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Investors concerned over oil sell-off - AM Briefing
22 Jun 2017
Crude oil hits seven-month low - Video Update
21 Jun 2017
Sell-off in crude weighs on equities - AM Briefing
21 Jun 2017
Crude falls back to November lows - PM Bulletin
20 Jun 2017
Fresh records for US indices - AM Briefing
20 Jun 2017
Equity rally resumes - AM Briefing
19 Jun 2017
Markets steady ahead of weekend - AM Briefing
16 Jun 2017
FOMC surprises with “hawkish rate hike” - Video Update
15 Jun 2017
Fed unveils “hawkish rate hike” - AM Briefing
15 Jun 2017
FOMC rate decision in focus - Video Update
14 Jun 2017
Investors expect another Fed rate hike - AM Briefing
14 Jun 2017
FOMC look-ahead - PM Bulletin
13 Jun 2017
NASDAQ futures recover in early trade - AM Briefing
13 Jun 2017
Equities slide after US tech sell-off - AM Briefing
12 Jun 2017
May-hem! Tories chuck away majority - AM Briefing
09 Jun 2017
Brief notes on gold - PM Bulletin
08 Jun 2017
Markets calm as investors take “Risky Thursday” in their stride
08 Jun 2017
ECB cuts inflation outlook - Video Update
07 Jun 2017
Markets becalmed ahead of “Risky Thursday” - AM Briefing
07 Jun 2017
Sterling, events on Thursday and the UK election
06 Jun 2017
Safe havens in demand - AM Briefing
06 Jun 2017
Trading Guides - How CFD trading works
05 Jun 2017
Sterling steady after terror attack - AM Briefing
05 Jun 2017
Non-Farm Payrolls in focus - AM briefing
02 Jun 2017
Non-Farm Payroll look-ahead - Video Update
01 Jun 2017
Crude bounces after US inventory data - AM Briefing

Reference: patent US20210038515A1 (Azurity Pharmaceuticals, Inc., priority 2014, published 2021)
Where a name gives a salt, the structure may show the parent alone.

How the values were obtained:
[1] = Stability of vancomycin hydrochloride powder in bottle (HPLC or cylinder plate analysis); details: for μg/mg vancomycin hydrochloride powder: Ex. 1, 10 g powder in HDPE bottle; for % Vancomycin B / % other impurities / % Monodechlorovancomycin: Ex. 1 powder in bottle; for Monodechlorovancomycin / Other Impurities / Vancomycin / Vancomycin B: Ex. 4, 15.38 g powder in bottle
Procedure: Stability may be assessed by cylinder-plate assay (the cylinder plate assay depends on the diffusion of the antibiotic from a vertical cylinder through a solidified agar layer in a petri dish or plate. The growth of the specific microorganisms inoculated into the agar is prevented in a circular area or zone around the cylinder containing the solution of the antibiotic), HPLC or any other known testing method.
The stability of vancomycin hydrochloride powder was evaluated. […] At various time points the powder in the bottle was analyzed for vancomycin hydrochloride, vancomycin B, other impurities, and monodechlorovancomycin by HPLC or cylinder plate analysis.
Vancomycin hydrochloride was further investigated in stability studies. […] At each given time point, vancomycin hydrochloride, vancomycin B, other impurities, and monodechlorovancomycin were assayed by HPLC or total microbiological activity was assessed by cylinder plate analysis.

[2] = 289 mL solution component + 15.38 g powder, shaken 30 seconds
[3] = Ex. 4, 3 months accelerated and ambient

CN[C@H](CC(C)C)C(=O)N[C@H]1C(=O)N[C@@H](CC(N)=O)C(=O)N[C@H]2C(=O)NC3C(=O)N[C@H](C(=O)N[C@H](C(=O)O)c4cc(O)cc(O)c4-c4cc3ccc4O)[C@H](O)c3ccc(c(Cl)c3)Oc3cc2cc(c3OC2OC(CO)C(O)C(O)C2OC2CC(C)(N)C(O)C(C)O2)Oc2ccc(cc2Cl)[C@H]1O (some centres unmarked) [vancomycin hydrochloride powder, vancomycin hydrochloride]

01 Jun 2017
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It’s been a bit of a “risk-off” day so far across financial markets. Safe-haven trades remain popular with precious metals and the Japanese yen well bid while the yield on the US 10-year Treasury fell to 2.14% at one stage - a low for 2017. Crude prices continue to come under pressure as investors continue to mull the ramifications of the Saudi-led alliance cutting diplomatic ties with Qatar.

There can be no doubt that investors need to consider the escalating tensions in the Middle East, and this is something which looks set to play out over the coming weeks. But there are more immediate issues which are helping to concentrate minds at the moment, particularly events set to take place on Thursday.

First up we have a meeting from the European Central Bank (ECB) followed by a press conference hosted by ECB President Mario Draghi. This is important as it comes at a time when the ECB is under increasing pressure to follow the US Federal Reserve and begin tightening monetary policy. Yet Mr Draghi has made it abundantly clear quite recently that he doesn’t believe the time is right for the central bank to reduce stimulus. Consequently, what he says tomorrow could have considerable ramifications for the euro in particular.

Later in the day former FBI Director James Comey is set to testify before Congress. Mr Comey will answer questions concerning the FBI’s investigation into sacked national security adviser Michael Flynn’s ties with Russia. Mr Comey will also be quizzed over his allegation that President Trump attempted to intimidate him into scaling back the investigation.